Meet the Women and Men Who Set Honey Traps, and Their Victims

Second Amendment

‘Honey Trapped: Sex, Betrayal and Weaponized Love’
By Henry R. Schlesinger
The History Press, 457 pages

“And bathed her body with water, and anointed herself with precious ointment and combed her hair and put on a tiara, and arrayed herself in her gayest apparel, which she used to wear while her husband Manasseh was living. And she put sandals on her feet, and put on her anklets and bracelets and rings, and her earrings and all her ornaments and made herself very beautiful to entice the eyes of all men who might see her.”

Even in the age of the internet and short attention spans, I don’t think anyone would want to abbreviate the preceding passage from the Book of Judith, quoted in Henry R. Schlesinger’s fascinating and informative history/group biography of women and men practicing the art of seduction that sometimes resulted in the head of an Assyrian general being served on a platter, or less lethal but no less destructive interventions into the cold and hot wars between nations.

The trouble with writing about honey traps is that they are, by definition, clandestine and often difficult to expose and assess. Prime targets of honey traps are those with military or diplomatic secrets. Honey traps can lure the lubricious to brag about the secrets they are supposed to sequester, so that one side in a conflict/rivalry gets to know at least something about the thinking and plans of the other side.

Moreover, as Mr. Schlesinger shows, the very concept of the honey trap is so enticing that governments and their agents cannot resist employing women and men as, in effect, sex workers, who play their marks with varying degrees of sophistication, though I’m doubtful anyone ever outdid Judith.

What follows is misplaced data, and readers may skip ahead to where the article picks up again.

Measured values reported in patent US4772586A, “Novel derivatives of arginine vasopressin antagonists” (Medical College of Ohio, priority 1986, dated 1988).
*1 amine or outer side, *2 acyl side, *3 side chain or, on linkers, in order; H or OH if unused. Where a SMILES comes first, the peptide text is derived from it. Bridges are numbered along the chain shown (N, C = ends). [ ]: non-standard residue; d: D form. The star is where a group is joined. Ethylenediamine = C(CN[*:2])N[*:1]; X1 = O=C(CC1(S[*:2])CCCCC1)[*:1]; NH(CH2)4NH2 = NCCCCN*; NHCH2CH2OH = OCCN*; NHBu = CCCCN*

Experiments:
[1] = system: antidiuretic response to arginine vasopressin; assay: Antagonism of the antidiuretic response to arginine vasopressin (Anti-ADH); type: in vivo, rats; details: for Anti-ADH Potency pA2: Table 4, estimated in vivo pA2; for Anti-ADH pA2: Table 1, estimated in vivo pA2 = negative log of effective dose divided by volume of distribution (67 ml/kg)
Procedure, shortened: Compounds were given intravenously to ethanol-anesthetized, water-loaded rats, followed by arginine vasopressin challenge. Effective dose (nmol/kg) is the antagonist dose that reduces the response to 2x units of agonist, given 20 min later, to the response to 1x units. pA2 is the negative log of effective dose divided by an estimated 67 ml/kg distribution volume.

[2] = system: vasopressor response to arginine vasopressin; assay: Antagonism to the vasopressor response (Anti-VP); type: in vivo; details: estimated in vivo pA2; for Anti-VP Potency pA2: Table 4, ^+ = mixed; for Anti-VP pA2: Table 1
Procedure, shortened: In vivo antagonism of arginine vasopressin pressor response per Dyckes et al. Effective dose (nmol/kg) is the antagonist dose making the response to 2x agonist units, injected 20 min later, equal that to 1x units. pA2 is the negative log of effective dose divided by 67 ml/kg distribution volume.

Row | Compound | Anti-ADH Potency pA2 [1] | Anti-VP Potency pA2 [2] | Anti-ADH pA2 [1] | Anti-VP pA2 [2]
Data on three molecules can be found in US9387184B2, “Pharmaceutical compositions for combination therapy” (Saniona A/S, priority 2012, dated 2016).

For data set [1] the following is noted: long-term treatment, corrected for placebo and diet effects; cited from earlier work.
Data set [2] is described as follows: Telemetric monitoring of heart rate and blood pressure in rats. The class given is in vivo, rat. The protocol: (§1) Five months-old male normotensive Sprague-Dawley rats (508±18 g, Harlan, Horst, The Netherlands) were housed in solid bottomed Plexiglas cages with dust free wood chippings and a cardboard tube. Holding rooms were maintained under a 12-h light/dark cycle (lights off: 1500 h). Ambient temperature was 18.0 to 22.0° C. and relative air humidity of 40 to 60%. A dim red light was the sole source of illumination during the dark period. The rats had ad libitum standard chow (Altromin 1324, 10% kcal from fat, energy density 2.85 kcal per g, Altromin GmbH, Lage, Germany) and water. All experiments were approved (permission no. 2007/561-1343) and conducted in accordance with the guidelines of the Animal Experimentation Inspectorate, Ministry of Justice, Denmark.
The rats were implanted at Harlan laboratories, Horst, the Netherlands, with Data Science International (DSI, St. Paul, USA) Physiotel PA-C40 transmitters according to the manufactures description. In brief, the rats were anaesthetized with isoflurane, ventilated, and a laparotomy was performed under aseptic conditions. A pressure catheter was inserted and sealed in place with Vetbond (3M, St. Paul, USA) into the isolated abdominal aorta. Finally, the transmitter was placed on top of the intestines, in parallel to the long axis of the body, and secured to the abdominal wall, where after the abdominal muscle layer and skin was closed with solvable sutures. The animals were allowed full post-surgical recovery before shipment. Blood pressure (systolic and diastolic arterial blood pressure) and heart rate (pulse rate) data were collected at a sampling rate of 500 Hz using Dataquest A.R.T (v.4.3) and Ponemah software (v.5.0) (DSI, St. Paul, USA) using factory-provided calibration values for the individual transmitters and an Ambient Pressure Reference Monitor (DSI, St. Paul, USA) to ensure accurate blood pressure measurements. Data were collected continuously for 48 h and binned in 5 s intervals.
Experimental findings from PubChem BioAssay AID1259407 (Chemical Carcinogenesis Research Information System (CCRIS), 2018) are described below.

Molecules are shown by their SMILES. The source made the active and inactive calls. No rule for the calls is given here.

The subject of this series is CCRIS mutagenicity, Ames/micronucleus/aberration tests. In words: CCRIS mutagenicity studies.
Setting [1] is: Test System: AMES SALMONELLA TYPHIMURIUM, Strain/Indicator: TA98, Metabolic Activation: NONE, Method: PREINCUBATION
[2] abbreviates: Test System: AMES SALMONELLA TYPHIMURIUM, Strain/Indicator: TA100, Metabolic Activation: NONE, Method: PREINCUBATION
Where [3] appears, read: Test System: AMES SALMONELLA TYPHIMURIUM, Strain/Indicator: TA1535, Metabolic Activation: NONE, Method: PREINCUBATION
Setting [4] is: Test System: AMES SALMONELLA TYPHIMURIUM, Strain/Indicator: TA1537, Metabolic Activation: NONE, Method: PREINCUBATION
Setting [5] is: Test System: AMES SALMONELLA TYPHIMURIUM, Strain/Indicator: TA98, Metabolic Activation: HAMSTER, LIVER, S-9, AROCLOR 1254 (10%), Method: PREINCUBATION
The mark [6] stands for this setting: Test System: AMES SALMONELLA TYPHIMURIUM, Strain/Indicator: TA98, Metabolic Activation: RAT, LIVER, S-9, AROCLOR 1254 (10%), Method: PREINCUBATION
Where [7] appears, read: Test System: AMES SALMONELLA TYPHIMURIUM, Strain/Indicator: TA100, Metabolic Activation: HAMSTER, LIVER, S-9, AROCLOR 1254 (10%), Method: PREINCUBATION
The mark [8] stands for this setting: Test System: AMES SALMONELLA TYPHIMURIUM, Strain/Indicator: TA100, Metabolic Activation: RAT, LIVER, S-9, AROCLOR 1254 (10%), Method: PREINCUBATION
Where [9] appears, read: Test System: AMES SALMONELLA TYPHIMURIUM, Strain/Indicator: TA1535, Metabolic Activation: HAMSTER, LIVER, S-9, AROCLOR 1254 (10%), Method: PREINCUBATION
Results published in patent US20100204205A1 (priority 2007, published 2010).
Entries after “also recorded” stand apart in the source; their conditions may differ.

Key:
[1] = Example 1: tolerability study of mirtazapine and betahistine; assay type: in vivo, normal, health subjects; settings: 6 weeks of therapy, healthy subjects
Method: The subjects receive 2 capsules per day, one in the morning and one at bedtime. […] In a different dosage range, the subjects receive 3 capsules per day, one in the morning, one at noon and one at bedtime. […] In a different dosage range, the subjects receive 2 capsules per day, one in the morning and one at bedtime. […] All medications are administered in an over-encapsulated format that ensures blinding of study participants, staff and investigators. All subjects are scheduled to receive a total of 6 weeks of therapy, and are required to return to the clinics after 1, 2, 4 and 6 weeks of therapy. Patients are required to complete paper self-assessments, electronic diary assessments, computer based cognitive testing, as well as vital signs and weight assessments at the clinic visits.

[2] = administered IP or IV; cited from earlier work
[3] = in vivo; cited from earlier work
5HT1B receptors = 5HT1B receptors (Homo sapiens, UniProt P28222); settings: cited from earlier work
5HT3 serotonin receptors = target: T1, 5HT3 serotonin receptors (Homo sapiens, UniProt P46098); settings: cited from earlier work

I said women and men, because there is a category Mr. Schlesinger calls “Romeo” spies. And they don’t have to deck themselves out like Judith. The German Democratic Republic (East Germany in the bad old Cold War days) ran several Romeo agents — none of whom seems to have been especially handsome or stylish.

Why would a West German woman fall for an overweight East German spy? All sorts of reasons: The spy could present himself as a charming, mature, protective older man pretending, perhaps, to be in the employ of a West German ally who, after all, ought to know the secrets of their own side.

Mr. Schlesinger describes women who enjoyed thinking of themselves as at the center of history handled by an authoritative-looking gentleman who made spying seem both exciting and ennobling, as if some small part of the fate of nations pivoted on a single woman with a camera and copying machine and a lover who treated her to happy holidays.

Some more recent honeys you may recognize — like Maria Buttina, the Russian spy who infiltrated the NRA and took up with an older conservative lover. Mr. Schlesinger says she did not have much training, but was good at her work anyway, so that her dupes should not be considered that gullible.

In this case, I find Mr. Schlinger’s reasoning hard to follow: Why would the NRA and other conservative supporters take her interest in guns seriously when Vladimir Putin’s Russia is hardly a Second Amendment haven? Why would anyone suppose she came from a culture that promoted a gun-toting citizenry?

Overall, though, Mr. Schlesinger’s accounts are measured and never promise too much — just as the spying itself, while occasionally successful, seems very often a waste of time.

You will learn some tradecraft, such as the “verbal parole”: an exchange in which, say, the expected answer to, “Haven’t we met in California last summer?” is, “No, I think it was the Hamptons.” Or the use of “signal sites” — in one instance pasting an upside-down postage stamp on a neighborhood map outside a Starbucks to indicate a passport had been delivered.

If you want to be even more up-to-date, check out the last part of Mr. Schlesinger’s book that deals with “cyber honey traps.” That online dating service you are using? Watch out. A number of Israeli soldiers have been fooled, and the consequences have not been sweet.

Mr. Rollyson is the biographer of a great spy-detector, Rebecca West.

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